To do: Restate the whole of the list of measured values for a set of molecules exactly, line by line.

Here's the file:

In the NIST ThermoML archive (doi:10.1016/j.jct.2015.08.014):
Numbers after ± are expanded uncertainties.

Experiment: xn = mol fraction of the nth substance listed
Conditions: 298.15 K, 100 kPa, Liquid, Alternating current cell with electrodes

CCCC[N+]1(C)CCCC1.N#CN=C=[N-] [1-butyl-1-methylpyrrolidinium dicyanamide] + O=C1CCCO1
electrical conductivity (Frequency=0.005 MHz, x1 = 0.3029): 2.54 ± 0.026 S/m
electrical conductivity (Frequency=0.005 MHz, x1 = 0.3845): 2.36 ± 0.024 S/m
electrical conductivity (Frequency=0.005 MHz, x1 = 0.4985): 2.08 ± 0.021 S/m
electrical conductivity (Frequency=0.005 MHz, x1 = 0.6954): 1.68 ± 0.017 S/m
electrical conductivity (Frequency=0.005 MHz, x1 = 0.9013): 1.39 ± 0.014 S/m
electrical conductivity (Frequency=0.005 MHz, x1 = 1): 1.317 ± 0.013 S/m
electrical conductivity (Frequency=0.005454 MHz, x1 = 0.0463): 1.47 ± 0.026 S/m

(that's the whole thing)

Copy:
In the NIST ThermoML archive (doi:10.1016/j.jct.2015.08.014):
Numbers after ± are expanded uncertainties.

Experiment: xn = mol fraction of the nth substance listed
Conditions: 298.15 K, 100 kPa, Liquid, Alternating current cell with electrodes

CCCC[N+]1(C)CCCC1.N#CN=C=[N-] [1-butyl-1-methylpyrrolidinium dicyanamide] + O=C1CCCO1
electrical conductivity (Frequency=0.005 MHz, x1 = 0.3029): 2.54 ± 0.026 S/m
electrical conductivity (Frequency=0.005 MHz, x1 = 0.3845): 2.36 ± 0.024 S/m
electrical conductivity (Frequency=0.005 MHz, x1 = 0.4985): 2.08 ± 0.021 S/m
electrical conductivity (Frequency=0.005 MHz, x1 = 0.6954): 1.68 ± 0.017 S/m
electrical conductivity (Frequency=0.005 MHz, x1 = 0.9013): 1.39 ± 0.014 S/m
electrical conductivity (Frequency=0.005 MHz, x1 = 1): 1.317 ± 0.013 S/m
electrical conductivity (Frequency=0.005454 MHz, x1 = 0.0463): 1.47 ± 0.026 S/m